With so many options for flat commercial rooftops, it can be difficult to choose which roofing membrane to go with. One of the three common type of roofing membrane is EPDM, which stands for Ethylene Propylene Diene Monomer. EPDM is a flexible synthetic rubber that has been used for roofing for over forty years and continues to enjoy a large share of the commercial roofing market. EPDM has also been used for pond liners, terraces, tunnels, and garden roofs. EPDM roofing is a thermoset material, where counterparts PVC and TPO are thermoplastic and a blend of the two, respectively. EPDM membranes are available in three typical thicknesses: 45, 60 and 90-mil. A 60-mil EPDM roof membrane typically weighs around .43 pounds per square foot, slightly more than a 60-mil PVC membrane (.36).
EPDM membrane is often used in ballasted roofing systems. Because exposed EPDM roof systems tend to shrink over time and pull away from edges and other terminations, the ballast helps keep the roof in place and minimize shrinkage. And for black EPDM roofs (the most common), ballast also offers reflectivity that’s comparable to lighter colored membranes.
One of the biggest advantages of EPDM is the price. EPDM is generally cheaper than other commonly installed (PVC and TPO). Another is that EPDM membranes can be installed in wide rolls. This enables a quicker installation and lessens the number of seams, which in turn helps lessen the possibility of leaks.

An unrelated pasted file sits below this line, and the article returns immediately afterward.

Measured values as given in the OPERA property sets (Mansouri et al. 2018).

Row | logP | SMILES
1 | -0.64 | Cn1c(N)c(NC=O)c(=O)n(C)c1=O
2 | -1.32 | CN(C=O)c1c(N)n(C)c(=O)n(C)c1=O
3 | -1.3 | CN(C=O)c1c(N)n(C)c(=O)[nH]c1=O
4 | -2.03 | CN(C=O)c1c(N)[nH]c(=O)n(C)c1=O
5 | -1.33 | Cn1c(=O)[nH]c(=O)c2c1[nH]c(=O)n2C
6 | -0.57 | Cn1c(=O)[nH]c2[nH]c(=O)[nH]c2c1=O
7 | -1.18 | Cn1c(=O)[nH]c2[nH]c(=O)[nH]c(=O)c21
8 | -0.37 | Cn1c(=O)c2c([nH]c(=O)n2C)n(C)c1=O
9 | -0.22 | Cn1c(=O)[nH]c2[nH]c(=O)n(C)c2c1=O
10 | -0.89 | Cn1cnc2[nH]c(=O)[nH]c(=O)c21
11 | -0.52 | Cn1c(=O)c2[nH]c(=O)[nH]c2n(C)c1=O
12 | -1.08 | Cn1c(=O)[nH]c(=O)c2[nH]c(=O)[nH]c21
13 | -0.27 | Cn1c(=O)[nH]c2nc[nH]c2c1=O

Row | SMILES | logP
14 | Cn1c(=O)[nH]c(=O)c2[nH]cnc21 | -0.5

While EPDM has some advantages, it does have some drawbacks.
Although EPDM may be cheaper than TPO and PVC, it has long-term durability issues. Rooftop seams are glued together on the rooftop, and that adhesive tends to deteriorate over time, creating gaps between membrane sections. EPDM also has poor resistance to grease and other petroleum-based materials, which may not be ideal for some commercial buildings, like restaurants.
Exposed black EPDM membranes can increase building energy costs and contribute to the urban heat island effect. As mentioned above, covering the EPDM roof membrane with ballast helps mitigate those reflectivity issues, but ballast adds to the cost of the installation.
All commercial roofing systems have their pros and cons. As with any roof installation, the quality of the job usually comes down to the quality of the contractor doing the work. Make sure you choose one who has expertise in the system or systems you’re considering.